Sketch for a portrait
« If you were about to file him under spectral you'd be on the wrong path. Into a train of thought contradicting certain of his deeper natural motives, and the somewhat static deployment of harmonic spectres, Philippe Hurel injected the structuring factors of polyphony of serial origin, and then dynamited it all with the rhythmic pulses that come from jazz, one of his younger pursuits. Prompt to collect the fallout that followed this explosion, he recomposed the matter according to his own dynamics, keeping his distance from the beaten track and renewing his method with each continuously-reinvented consistency.
He'll tell you he likes systems: observe, rather, the warmly exuberant voice, the zany vocabulary and the sparkling looks that shine from him while he's juggling with theories, and you'll learn a lot more about the bubbling excitement from which each of his composing projects draws its vigour.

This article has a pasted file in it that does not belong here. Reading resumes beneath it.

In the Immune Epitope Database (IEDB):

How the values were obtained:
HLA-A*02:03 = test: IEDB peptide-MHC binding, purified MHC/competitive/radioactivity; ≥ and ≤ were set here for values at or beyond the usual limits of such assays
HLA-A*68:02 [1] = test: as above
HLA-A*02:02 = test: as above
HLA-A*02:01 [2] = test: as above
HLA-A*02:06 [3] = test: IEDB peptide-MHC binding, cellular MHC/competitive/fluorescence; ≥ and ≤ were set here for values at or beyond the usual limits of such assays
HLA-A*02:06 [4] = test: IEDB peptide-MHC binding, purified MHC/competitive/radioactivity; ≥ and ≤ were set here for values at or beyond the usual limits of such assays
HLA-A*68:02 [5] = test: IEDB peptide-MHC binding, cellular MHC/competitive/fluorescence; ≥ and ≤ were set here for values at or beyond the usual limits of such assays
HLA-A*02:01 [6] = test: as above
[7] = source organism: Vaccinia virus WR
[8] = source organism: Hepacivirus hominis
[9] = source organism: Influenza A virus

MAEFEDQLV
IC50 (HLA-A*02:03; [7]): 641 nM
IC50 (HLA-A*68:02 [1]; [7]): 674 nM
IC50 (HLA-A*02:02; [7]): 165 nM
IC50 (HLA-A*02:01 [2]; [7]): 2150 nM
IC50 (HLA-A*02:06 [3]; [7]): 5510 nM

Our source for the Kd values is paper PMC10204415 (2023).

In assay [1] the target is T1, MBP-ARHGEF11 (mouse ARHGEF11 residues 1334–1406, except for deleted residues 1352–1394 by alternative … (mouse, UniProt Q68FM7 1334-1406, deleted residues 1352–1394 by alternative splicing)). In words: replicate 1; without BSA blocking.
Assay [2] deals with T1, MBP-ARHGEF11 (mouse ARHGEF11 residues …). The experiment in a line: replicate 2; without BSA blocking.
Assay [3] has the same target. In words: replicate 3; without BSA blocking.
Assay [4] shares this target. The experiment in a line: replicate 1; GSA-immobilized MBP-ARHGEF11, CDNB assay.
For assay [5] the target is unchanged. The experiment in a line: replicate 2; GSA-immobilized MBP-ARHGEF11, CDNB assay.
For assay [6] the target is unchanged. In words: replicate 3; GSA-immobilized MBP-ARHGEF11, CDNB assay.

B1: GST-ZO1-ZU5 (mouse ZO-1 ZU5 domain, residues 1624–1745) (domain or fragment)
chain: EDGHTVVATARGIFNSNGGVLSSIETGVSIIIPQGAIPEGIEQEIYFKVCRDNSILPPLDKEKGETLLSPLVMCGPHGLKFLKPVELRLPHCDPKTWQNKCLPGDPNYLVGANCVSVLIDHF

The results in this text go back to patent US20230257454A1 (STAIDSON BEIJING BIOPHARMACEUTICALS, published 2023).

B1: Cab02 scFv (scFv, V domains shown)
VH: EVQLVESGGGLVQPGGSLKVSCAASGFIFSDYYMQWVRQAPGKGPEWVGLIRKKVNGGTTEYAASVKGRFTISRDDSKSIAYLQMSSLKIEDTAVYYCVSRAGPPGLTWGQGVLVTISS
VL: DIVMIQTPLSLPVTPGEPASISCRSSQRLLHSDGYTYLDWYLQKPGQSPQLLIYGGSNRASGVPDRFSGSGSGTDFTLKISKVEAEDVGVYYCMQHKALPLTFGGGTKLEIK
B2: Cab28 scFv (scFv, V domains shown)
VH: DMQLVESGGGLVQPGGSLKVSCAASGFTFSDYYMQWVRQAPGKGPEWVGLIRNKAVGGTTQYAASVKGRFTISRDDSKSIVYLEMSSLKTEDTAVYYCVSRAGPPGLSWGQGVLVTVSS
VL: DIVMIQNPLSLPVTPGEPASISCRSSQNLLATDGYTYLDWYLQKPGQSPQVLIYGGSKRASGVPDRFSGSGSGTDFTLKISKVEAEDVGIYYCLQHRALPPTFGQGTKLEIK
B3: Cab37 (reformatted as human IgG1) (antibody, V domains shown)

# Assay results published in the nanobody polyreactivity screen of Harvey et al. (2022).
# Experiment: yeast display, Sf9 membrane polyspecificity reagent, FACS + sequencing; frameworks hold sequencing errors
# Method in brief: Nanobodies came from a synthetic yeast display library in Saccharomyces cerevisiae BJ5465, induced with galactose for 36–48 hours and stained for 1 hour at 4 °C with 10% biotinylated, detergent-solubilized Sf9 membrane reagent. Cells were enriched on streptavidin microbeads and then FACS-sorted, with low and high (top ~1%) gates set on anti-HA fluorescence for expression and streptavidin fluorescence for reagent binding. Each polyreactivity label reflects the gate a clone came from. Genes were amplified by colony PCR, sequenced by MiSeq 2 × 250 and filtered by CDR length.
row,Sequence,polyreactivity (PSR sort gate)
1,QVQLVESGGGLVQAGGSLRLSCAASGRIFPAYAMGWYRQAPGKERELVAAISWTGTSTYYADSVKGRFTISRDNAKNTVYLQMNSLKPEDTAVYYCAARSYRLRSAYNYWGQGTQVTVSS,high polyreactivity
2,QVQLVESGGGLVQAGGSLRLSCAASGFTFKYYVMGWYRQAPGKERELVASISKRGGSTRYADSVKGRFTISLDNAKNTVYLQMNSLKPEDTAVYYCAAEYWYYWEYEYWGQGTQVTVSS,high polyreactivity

He'll sing the praises of objectivity in art: get to know him, and you'll discover the intimately humane aspect, the poetic wonder and enthusiastic generosity which temper the harrowing vertigo that one experiences when faced with infinite possibles (now there's something that tends to make you talk rather about subjectivity, that inalienable part from which music draws its unfailingly personal essence, but don't tell him that, whatever you do!) Cheekiness is the elegant mask that this reader of Goethe likes to wear.
With Philippe Hurel, a taste for systems is a dream that stimulates the exploratory vein, not some desiccated dogmatism. Systems, computer-calculations and objectivity are merely the safeguards he uses to try and channel - precisely - that speck of madness which breathes the life of the unpredictable into the most skilfully configured combinations. This is why his music speaks to us... »